People may use drugs or alcohol to help with stress and anxiety or even other underlying mental health disorders. This can be helpful short term in relieving feelings of stress or anxiety but does not help to resolve the underlying cause of these emotions. Using drugs or alcohol as a primary coping strategy could also have harmful long-term effects on your physical, mental and social wellbeing and could lead to dependence or substance use disorder for some.
The CCSA has shown mindfulness and meditation to be one of the top supports used in recovery and can be very helpful in maintaining a healthy relationship with the substances you choose to use. Research has shown the effectiveness and positive outcomes of mindfulness-based treatment of anxiety and for persons with substance use disorders
Mindfulness doesn’t have to be hard or even that intensive. It can be as simple as taking a 5-minute break to focus on your breathing, writing in a journal or answering daily self-reflection questions i.e. How am I doing right now? What do I want to learn about myself this week? What am I grateful for in my life today? It’s about trying to live in the moment and trying not to focus on things you have no control over.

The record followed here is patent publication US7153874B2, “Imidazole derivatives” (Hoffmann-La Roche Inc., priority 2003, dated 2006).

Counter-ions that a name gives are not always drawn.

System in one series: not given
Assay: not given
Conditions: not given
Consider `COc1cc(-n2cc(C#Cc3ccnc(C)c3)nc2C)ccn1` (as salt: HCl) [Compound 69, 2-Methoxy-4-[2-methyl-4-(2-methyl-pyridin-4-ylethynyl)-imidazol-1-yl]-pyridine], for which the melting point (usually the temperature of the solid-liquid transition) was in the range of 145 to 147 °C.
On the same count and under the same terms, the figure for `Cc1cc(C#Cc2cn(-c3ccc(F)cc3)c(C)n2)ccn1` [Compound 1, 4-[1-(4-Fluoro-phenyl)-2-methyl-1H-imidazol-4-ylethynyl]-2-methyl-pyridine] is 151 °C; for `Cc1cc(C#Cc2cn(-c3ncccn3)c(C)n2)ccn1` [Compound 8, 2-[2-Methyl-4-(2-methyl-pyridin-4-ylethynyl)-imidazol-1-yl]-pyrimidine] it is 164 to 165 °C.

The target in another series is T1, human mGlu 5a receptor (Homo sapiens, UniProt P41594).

There are thousands of free guided mindfulness meditations on YouTube that you can follow along with. If you want to go a step further, you can learn core skills in the mindfulness education program provided by MindWell (funded by Wellness Together Canada). This service has modules entirely focused on building mindfulness skills and even has weekly live guided-practice sessions.
If you want to explore more ways to practice mindfulness or want to evaluate your relationship with substances Carleton provides several apps and resources that have mindfulness techniques along with other strategies for managing stress and anxiety.
TAO is a simple, user-friendly web-based platform that has modules for substance use and offers mindfulness exercises to help with anxiety and stress. It’s offered for free to Carleton students. It’s also available on IOS and Android.
Another platform that connects mindfulness with substance use is Breaking Free Online. This is a self-directed evidenced-based service geared towards persons who are questioning or struggling with substance use, persons who have substance use disorders, or persons who want to monitor their use. Participants can use the platform in a way that meets their needs whether that is to simply track their use or to engage in cognitive behavioural exercises aimed at changing thoughts and routines. Visit the Office of Student Affairs Safer Substance Use webpage to find out more and how to sign up for free.
Don’t forget that Carleton’s Health and Counselling services are still open virtually if you need someone to talk to.
If you need further assistance or have questions concerning substance use or harm reduction, contact the Office of Student Affairs’ Harm Reduction and Conduct Manager Dillon Brady at Dillon.Brady@carleton.ca.
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